Enoch Opoku Antwi, now in his third year teaching leadership and management in Viterbo University’s Dahl School of Business, might be a born leader. There’s no doubt, however, that leadership was thrust upon him and that he has made the most of it.
Growing up in Ghana the oldest son in a family of five children, Antwi slept on the floor until he was 12 years old and attended a primary school that had no electric lights. His parents divorced before he was a teenager, and he had to step into the void as a breadwinner and father figure for his siblings.
“That was when leadership was thrown upon me,” said Antwi, who recently published his fifth book, Servant Leaders: The Greatest Among Us from Research to Practice: This is Why. “From a tender age I realized I had to care for my family.”
As a teen, he performed all manner of menial labor to help provide for his family and raise them out of poverty. Now all of his siblings have at least a master’s degree and are engaged in successful careers. “The bad news is they are all richer than me,” Antwi said with a laugh.
Antwi’s father was a teacher and Enoch means “dedicated teacher,” so it makes sense he would become one. “All my life I have known that my calling is to teach,” said Antwi, who lives in Holmen with his family.
Before he had even earned his bachelor’s degree in educational psychology from the University of Cape Coast in Ghana, Antwi had started his life as an educator, responsible for teaching nine subjects to a class of 61 fourth graders in Ghana.
Antwi earned master’s and doctoral degrees in leadership studies from Mount St. Joseph University and Indiana Wesleyan University, respectively, and began his career in academia in 2011 as chair of the business management department at a for-profit college in Kentucky. Even with his work in the business world, teaching and training have been a huge part of his career, including in the business consulting firm he formed in 2000.
Since coming to Viterbo in fall 2019, Antwi has demonstrated a strong ability to connect with students, said Tonya Wagner, dean of Viterbo’s College of Business, Leadership, and Ethics. “In his classroom there’s such a sense of trust, and that’s not something you always see,” she said. “His students really appreciate him. They’re engaged. They kind of hang on his words.”
Wagner also said Antwi is a walking example of what it means to be a leader. “Everything he does he does with a sense of commitment to his community,” she said, “and ‘community’ is broadly defined. He has these interlocking worlds and each life that he leads bolsters his other lives.”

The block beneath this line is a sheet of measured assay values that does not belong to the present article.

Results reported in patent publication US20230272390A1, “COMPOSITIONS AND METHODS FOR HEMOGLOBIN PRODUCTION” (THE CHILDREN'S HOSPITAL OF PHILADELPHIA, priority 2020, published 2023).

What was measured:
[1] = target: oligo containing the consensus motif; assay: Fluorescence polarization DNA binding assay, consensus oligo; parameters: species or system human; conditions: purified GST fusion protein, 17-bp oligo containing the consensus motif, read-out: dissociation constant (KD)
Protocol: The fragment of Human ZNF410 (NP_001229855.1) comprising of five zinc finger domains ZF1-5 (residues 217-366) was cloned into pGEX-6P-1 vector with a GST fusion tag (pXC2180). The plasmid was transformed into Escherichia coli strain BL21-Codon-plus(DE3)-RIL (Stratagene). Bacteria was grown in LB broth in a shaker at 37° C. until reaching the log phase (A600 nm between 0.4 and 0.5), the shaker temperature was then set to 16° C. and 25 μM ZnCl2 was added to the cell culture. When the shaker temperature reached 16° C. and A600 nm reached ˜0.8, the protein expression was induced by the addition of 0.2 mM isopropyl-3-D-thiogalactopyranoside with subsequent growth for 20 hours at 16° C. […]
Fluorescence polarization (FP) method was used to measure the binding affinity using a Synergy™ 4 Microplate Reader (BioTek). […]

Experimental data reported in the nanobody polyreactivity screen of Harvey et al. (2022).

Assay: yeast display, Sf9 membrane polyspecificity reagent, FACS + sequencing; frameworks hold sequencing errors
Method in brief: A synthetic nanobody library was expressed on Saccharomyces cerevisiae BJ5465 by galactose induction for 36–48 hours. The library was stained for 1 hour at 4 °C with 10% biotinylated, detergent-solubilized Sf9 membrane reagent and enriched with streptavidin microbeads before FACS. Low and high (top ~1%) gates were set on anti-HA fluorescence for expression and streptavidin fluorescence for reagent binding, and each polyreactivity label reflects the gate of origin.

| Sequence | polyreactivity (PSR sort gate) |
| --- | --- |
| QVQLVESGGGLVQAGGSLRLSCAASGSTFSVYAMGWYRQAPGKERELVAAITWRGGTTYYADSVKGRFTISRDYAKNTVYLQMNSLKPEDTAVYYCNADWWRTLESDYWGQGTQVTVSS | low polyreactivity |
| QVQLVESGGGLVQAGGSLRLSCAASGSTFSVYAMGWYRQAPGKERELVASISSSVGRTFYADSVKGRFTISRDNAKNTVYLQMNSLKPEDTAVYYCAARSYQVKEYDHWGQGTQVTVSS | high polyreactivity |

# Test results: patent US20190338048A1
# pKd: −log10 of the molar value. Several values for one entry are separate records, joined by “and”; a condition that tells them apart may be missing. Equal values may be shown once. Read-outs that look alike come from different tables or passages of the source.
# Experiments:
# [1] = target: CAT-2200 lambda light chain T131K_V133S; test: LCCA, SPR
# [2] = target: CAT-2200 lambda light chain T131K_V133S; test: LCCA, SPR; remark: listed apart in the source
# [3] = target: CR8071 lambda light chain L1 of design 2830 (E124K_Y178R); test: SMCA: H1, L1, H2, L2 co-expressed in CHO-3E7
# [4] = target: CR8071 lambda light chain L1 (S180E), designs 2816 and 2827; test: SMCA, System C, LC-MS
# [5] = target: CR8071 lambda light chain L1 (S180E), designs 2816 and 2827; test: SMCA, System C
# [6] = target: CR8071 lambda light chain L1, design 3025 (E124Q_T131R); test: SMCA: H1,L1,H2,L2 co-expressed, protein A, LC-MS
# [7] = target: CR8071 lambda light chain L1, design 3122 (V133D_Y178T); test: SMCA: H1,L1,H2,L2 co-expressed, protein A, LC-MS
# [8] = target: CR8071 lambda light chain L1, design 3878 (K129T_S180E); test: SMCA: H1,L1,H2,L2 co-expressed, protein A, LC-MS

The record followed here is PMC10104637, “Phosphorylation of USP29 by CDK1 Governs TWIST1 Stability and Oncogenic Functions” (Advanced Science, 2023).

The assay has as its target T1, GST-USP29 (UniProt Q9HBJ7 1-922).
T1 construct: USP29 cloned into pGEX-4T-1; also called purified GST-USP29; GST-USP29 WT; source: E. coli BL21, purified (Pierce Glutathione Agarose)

Antwi shares his expertise and perspectives on leadership with audiences around the world through webinars and other virtual presentations, and he’s especially dedicated to improving the quality of leadership in Ghana and the rest of the African continent, serving as a mentor to leaders and evangelizing for the adoption of servant leadership. “Africa has all the resources in the world, but we need to change the culture of leadership,” Antwi said. “The good news is that people realize we need leadership.”
Over the Christmas holiday break, Antwi returned to Ghana for a presentation at the Sundoulos Advanced Leadership Training Institute, which conferred upon him the title of global goodwill ambassador for leadership and diplomacy. “As a global icon in leadership, we are proud to be associated with your brand,” a SALT Institute leader said in presenting the title.
Antwi said he considered the title a great honor, and Richard Kyte, director of Viterbo’s D.B. Reinhart Institute for Ethics in Leadership, agreed. “Doctor Antwi’s connection with the SALT Institute is a great example of how influence is extended by building trusting relationships. This has long been the strength of Viterbo University, and Dr. Antwi is building upon and expanding the legacy of those who have gone before us,” Kyte said.
Kyte said Antwi brings to Viterbo “a generosity of spirit and a deep faith,” and praised his book’s research-oriented approach to bringing servant leadership to bear in practical ways.
“One thing that sets it apart is his commitment to research,” Kyte said. “We have many books that tell anecdotal stories about leadership, but Dr. Antwi studies servant leadership in relation to other competing leadership theories and demonstrates how effective it is for anyone concerned with improving the performance of their organizations.”
In the preface to his most recent servant leadership book, Antwi explains that the book’s intent is “to bridge the gap between theory and practice in servant leadership studies and to bring the relationship alive. That is the only way we can find meaning in leadership studies.”
For Antwi, there’s no better teacher of servant leadership than Jesus. “Christ has set the example of how to lead humbly,” he said.